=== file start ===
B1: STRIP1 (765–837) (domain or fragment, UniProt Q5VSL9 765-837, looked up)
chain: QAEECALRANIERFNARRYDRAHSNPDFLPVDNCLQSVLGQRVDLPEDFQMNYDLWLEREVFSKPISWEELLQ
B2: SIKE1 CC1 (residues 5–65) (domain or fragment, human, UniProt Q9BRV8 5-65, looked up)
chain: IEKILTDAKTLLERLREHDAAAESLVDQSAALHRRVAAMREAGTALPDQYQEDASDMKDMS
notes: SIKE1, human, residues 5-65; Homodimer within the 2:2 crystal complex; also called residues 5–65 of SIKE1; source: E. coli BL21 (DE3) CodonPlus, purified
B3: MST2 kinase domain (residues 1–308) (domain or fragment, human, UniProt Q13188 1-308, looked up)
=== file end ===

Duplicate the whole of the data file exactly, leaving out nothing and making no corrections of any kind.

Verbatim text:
B1: STRIP1 (765–837) (domain or fragment, UniProt Q5VSL9 765-837, looked up)
chain: QAEECALRANIERFNARRYDRAHSNPDFLPVDNCLQSVLGQRVDLPEDFQMNYDLWLEREVFSKPISWEELLQ
B2: SIKE1 CC1 (residues 5–65) (domain or fragment, human, UniProt Q9BRV8 5-65, looked up)
chain: IEKILTDAKTLLERLREHDAAAESLVDQSAALHRRVAAMREAGTALPDQYQEDASDMKDMS
notes: SIKE1, human, residues 5-65; Homodimer within the 2:2 crystal complex; also called residues 5–65 of SIKE1; source: E. coli BL21 (DE3) CodonPlus, purified
B3: MST2 kinase domain (residues 1–308) (domain or fragment, human, UniProt Q13188 1-308, looked up)